Enterprise Minister Arlene Foster has encouraged the continued collaboration of businesses, academia and Government to grow Northern Ireland’s Life Sciences sector.
The Minister was speaking at the ‘From Science to Society: A Northern Ireland showcase in cancer genomics and personalised medicine,’ organised by Almac, Queen’s University Belfast and Invest Northern Ireland, supported by Declan Kelly, the U.S. Economic Envoy to Northern Ireland, in the USA today.
This showcase is part of an initiative to collaborate on mutual business opportunities, with the aim of creating a unique infrastructure, capable of accelerating the delivery of personalised medicine, in the field of cancer medicine and oncology.
Speaking at the event in Washington, Arlene Foster said: “This initiative is testament to the collective determination to continue the drive to develop the sector, and build on the strong foundations already established through the inspirational work of the late Sir Allen McClay and his company, Almac, and the academic excellence of Queen’s University Belfast.
“Life Sciences are a driver for economic growth and continued investment will encourage innovation, stimulate R&D and allow us to exploit leading edge technologies in a commercial manner to take the local economy to a higher plane.”
Life Sciences have been identified as one of the priority sectors that will drive the future growth of Northern Ireland’s economy by Invest Northern Ireland and Matrix, a business led panel of experts, government and academic representatives focused on the development of our R&D, innovation and knowledge-based economy.
The Minister continued: “In recent years the balance of expenditure on economic development has been shifting towards greater emphasis on innovation and R&D. As we continue to drive higher added-value economic activity, this will continue to support the Life Sciences sector to go from strength to strength.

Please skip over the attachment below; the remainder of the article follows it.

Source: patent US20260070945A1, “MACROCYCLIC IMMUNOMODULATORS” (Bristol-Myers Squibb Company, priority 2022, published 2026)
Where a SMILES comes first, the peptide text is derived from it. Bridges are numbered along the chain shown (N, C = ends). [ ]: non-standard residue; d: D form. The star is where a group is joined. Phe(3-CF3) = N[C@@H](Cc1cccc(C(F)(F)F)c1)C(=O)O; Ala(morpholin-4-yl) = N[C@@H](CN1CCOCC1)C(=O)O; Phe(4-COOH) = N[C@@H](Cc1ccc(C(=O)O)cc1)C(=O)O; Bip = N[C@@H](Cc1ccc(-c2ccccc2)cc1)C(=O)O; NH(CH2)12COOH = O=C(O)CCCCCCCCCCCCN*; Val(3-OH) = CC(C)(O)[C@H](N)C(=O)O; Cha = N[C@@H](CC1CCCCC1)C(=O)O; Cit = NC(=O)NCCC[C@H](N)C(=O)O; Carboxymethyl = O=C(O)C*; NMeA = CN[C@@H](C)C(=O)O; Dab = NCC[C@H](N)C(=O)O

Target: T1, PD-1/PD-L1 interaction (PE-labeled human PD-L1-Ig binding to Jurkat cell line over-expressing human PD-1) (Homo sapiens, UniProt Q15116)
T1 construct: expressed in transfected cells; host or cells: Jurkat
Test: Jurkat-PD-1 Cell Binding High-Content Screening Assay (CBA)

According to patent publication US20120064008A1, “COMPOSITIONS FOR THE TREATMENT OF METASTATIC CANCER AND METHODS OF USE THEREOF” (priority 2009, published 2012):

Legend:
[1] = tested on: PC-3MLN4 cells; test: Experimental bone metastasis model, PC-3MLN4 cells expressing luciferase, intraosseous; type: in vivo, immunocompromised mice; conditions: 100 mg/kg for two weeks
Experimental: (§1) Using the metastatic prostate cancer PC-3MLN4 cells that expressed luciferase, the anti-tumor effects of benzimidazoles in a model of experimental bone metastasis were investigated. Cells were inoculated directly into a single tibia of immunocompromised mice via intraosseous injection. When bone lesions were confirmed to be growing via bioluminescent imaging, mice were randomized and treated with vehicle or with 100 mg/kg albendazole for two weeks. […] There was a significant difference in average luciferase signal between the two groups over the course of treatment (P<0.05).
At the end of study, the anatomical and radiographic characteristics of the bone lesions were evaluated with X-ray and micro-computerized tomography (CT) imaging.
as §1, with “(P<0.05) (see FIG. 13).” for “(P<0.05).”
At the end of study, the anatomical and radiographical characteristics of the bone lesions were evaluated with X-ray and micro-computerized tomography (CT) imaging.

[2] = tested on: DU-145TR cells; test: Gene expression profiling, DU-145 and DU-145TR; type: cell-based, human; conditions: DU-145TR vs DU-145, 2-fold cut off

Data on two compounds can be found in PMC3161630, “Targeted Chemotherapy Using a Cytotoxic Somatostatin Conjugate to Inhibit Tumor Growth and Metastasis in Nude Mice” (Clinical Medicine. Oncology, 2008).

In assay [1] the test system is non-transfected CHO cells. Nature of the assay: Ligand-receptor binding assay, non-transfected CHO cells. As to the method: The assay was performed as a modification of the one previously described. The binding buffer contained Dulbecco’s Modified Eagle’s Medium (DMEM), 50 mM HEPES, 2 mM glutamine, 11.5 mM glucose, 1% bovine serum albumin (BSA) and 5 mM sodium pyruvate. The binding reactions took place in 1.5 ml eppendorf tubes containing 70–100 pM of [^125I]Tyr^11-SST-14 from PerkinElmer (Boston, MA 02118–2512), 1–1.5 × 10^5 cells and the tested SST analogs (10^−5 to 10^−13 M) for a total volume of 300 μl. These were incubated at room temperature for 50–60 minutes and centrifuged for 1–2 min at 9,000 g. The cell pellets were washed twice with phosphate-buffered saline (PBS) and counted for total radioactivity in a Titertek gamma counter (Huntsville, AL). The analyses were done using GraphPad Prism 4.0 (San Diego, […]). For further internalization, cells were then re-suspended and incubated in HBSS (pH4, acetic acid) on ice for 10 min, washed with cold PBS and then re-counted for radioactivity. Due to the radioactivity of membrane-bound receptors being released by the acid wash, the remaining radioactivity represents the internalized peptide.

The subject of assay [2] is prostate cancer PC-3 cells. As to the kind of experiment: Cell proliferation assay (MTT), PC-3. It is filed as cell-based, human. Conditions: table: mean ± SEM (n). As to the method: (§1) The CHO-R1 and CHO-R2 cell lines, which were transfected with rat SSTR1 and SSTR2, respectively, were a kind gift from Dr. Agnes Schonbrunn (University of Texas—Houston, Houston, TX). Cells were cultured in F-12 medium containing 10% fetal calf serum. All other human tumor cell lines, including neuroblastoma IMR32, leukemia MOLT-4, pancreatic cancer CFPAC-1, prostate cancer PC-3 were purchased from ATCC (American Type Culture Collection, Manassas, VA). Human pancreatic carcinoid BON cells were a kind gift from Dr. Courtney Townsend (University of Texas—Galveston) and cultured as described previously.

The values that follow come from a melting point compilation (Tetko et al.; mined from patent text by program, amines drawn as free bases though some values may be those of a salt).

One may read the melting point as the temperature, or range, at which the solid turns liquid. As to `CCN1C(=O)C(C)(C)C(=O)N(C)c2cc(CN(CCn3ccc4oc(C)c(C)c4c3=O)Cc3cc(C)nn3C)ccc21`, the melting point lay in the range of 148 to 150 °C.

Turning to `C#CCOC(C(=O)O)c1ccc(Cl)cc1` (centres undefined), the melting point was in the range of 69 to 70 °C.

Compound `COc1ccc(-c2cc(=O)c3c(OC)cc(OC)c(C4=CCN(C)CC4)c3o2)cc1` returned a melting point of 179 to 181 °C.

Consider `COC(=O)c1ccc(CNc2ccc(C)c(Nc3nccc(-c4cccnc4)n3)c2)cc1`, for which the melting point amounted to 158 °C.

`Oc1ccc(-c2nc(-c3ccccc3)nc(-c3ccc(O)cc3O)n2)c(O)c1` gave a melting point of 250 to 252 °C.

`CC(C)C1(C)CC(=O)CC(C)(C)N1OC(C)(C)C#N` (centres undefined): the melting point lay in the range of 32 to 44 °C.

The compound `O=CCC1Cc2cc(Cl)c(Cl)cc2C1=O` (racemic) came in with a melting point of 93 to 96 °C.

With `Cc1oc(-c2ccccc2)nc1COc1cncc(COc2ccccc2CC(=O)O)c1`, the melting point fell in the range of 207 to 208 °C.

“We currently have over 4,100 people employed in high quality jobs in 60 companies operating locally in the sector, which has an aggregate turnover of some $600million, the majority of which is generated from export markets, including the USA.”
Commenting on these impressive figures, at the event in Washington, Employment and Learning Minister, Sir Reg Empey said: “Whilst this is hugely encouraging, there is undoubtedly much untapped potential, when we consider the calibre of our research base, with two world-class Universities and six excellent regional Further Education colleges. The Centre for Cancer Research and Cell Biology at the Queen’s University of Belfast, is just one of the many local examples of centres of internationally recognised research expertise.
“Key to the success of the growth of the Life Sciences sector in Northern Ireland is the vital contribution made by our local base of clinicians. We have seven internationally recognised research groups in areas such as Cancer, Diabetes, Endocrinology and Nutrition amongst others.”
In conclusion Arlene Foster said: “The success to date has been based on a model of collaboration in which Government, academia and the private sector have worked together in partnership to develop a vibrant Life Sciences sector. We look to continue that success into the future through building on these existing partnerships, and developing new ones in new and challenging areas of growth.”